Memo June 2008


A memo sent to correspondents, friends and acquaintances of the Budapest Observatory (BO) in June 2008

As almost often, the main value of this memo is in the linked material. Click for summer reading.

Brave Bulgarians, protective Cypriots
The first results of the latest general Eurobarometer survey have just come out. BO fished for items relating to culture – and this time found four very relevant questions.

  • Globalisation represents a threat to your national culture (39%)
  • Globalisation enables people to be more open to external cultures (62%)
  • There are no common European values, only global western values (44%)
  • In terms of shared values, European Union Member States are close to each other (54%)

The figures in brackets stand for European affirmative averages. You will find more shades for these complex issues in the report. See the percentage of positive answers gained from citizens in the member states with regard to the first statement.


Over 60% of Cypriots and the Greek think that globalisation is a menace to their national culture. Also, more than 50% of the French, Slovenes, Estonians and British (!) believe the same. At the other end, less than a third of Poles, Turks (!) and Germans fear their culture from global threats. Not to speak of self-confident Bulgarians. (Or is it the contrary: our culture can only be improved from outside?)

Eurobarometer embarrasses
Where is the embarrassment? Till now, BO regularly found proofs in these opinion polls about the specificity of the eastern countries. Not now. Both extremes of the scale are occupied by eastern countries, even if Cypriots and the Greek are not “eastern” in the cold war terminology, which is observed by BO.

Furthermore, there are no post-communist clusters on the ranges of answers given to the other three selected items, too. Has common historical legacy evaporated? The end of (this) history?

By the way, the 65% of Irish, with a blatantly positive image of the Union in April-May (surpassed only by Romanian affection for the EU), little corroborates the credibility of Eurobarometer polls.

Commission came to Budapest
Thus BO had an opportunity to attend an info-day on cultural funding. The event was thoroughly prepared, well attended and received. Simplification of application procedures and the release of a compact information guide were particularly welcome.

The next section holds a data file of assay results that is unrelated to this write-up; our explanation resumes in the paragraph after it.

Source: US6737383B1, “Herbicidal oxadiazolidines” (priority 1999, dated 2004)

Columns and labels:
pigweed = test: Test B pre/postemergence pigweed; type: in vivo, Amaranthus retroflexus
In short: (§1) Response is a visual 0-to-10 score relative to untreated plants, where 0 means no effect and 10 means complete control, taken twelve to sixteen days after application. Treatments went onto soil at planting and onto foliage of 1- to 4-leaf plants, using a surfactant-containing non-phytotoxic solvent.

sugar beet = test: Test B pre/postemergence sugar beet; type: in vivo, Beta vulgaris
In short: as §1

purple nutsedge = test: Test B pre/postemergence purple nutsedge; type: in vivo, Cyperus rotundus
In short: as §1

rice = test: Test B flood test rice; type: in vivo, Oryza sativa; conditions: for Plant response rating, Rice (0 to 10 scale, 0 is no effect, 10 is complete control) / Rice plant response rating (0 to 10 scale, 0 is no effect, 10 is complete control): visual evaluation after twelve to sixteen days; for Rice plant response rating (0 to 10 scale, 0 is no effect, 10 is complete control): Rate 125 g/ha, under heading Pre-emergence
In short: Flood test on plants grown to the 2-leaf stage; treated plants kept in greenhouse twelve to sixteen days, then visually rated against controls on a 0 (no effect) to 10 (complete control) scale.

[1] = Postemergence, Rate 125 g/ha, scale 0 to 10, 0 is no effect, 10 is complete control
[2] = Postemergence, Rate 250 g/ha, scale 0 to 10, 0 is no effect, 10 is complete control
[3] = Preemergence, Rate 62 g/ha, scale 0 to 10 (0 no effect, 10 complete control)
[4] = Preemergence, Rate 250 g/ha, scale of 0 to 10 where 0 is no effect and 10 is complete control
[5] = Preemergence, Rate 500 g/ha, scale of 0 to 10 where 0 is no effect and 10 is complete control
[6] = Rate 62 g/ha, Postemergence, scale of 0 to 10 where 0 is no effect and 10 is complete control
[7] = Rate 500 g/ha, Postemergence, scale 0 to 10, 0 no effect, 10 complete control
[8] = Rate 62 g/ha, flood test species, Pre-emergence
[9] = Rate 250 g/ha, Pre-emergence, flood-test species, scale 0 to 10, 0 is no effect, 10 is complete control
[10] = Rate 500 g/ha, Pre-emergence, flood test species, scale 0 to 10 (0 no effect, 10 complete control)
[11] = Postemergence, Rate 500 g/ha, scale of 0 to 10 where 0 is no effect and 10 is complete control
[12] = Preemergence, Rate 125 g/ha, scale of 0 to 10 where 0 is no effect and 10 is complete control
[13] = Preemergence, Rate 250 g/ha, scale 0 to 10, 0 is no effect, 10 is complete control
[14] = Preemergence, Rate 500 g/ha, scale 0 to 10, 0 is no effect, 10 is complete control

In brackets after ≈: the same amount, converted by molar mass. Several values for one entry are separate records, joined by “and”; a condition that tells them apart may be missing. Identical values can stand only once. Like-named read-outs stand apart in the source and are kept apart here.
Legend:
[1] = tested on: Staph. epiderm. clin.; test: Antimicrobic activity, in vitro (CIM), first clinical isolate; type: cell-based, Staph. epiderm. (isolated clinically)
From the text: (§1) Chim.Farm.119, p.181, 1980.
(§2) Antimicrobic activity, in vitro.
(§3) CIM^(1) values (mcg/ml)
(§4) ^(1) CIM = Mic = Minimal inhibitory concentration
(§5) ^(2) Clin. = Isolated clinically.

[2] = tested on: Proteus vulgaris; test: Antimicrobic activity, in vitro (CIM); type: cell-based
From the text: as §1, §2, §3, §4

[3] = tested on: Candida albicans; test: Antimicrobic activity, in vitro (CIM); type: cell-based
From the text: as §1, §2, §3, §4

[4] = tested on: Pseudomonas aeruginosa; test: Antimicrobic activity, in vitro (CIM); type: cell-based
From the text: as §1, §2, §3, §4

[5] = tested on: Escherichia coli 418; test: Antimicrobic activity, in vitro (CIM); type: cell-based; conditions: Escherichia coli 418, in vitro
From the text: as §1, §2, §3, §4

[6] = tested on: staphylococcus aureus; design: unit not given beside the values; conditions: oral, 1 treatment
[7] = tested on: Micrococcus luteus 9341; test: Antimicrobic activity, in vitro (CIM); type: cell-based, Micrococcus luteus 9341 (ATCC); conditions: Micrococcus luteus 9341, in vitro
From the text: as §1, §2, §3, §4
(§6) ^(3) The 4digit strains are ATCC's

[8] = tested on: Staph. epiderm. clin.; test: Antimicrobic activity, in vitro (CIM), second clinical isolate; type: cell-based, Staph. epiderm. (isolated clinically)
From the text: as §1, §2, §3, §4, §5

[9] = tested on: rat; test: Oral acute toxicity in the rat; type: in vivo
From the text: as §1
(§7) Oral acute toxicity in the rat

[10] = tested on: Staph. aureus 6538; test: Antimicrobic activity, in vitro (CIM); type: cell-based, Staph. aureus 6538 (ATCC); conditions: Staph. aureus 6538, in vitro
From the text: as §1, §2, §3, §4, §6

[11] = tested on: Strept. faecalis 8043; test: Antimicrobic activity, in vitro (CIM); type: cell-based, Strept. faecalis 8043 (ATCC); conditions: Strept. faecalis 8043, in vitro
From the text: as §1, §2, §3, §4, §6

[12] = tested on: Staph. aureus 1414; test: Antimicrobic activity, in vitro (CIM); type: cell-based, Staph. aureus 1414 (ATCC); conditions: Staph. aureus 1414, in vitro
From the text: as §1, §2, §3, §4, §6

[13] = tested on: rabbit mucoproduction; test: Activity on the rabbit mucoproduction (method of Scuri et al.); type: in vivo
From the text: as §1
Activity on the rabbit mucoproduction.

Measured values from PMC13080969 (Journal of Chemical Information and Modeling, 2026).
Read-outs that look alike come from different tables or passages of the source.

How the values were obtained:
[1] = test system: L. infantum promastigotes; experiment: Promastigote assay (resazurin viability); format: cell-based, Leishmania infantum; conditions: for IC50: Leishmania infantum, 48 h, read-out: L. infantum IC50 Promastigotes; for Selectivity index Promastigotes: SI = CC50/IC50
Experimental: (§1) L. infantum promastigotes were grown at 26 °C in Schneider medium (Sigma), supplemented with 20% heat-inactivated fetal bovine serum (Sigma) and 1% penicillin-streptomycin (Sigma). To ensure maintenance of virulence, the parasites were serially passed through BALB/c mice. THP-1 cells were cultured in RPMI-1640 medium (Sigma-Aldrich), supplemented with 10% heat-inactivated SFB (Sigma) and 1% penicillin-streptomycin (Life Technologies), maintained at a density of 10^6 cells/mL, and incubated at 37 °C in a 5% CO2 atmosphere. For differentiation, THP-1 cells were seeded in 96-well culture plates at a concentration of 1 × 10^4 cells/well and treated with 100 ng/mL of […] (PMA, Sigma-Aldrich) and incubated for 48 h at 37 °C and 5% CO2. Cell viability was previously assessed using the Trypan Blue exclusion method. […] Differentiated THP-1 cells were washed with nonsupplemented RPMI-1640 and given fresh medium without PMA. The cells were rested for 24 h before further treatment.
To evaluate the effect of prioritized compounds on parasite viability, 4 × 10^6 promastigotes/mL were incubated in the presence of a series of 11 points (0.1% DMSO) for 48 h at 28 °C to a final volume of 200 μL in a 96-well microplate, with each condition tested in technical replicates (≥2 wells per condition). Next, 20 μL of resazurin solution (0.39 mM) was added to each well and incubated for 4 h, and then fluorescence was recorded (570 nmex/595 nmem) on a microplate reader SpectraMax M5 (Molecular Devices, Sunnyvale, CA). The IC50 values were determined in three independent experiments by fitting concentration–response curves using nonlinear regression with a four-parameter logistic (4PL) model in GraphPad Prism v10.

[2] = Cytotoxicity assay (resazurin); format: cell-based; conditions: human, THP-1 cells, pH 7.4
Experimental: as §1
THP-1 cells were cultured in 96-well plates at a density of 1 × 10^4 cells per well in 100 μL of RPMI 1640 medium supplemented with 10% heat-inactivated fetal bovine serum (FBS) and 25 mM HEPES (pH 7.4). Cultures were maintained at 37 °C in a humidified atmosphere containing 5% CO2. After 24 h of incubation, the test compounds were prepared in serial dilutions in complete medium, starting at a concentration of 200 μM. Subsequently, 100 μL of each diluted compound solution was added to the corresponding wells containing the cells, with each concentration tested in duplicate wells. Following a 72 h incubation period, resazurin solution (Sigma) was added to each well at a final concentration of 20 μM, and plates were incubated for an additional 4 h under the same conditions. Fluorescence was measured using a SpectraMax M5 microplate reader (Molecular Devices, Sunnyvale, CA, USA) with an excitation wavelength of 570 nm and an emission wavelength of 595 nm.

In fact, it is about small money. The annual grants correspond roughly to that of the Hungarian and Estonian cultural funds combined. For BO taste the PR-endeavours connected to Culture 2007-2013 are a bit oversized. Various aspects of transparency, on the other hand, are still less than dreamt for by an information-thirsty observatory.
The water-polo team of the European Union
Why, indeed, there isn’t one? Or rather an EU squadron of majorettes, with girls from 27 member states?
BO went almost this far in sacrilege in Ljubljana, while discussing the ambassador category of the list of cultural organisations found to be particularly active at European level, and worthy of financial support for one or three years. The general mood of that gathering (linked to the semiannual ritual jamboree of cultural contact point staffs) appeared to be sympathetic too of BO reservation with regard to court orchestras for the Union. No wonder, as it was an advocacy gathering for cultural networks.

Civil society efforts
BO is much more supportive about another “strand” of Commission support, provided to three structured dialogue platforms, which all met in June. An exciting experiment: will networks be able to produce documents that match what civil servants, members of parliament or expert workshops usually produce? The three themes are intercultural dialogue, access to culture and cultural industries.

Cultural or creative, industries and what else?
There has been an awful lot of noise around these concepts lately. All this started in 1947, when Theodor Adorno coined the word Kulturindustrie. What did he mean by this? How did the term turn into cultural industries – what to our ears sounds today as an ingenious chant word invented for sake of getting more funding for culture? And how this evolved into creative … name it? Justin tells the whole story. Some of us will read it through during vacation (nice illustrations!).

And what next?
We have been accustomed to one victory report after the other about the advances of the creative sector at the expense of less successful areas of the economy. Then comes an article and says that in one of the most advanced countries in Europe the cultural sector is having a smaller share of the domestic product than it had earlier, just before 2000: over 3.5% then, against 3.18% in 2006. Finns are awful when so sober.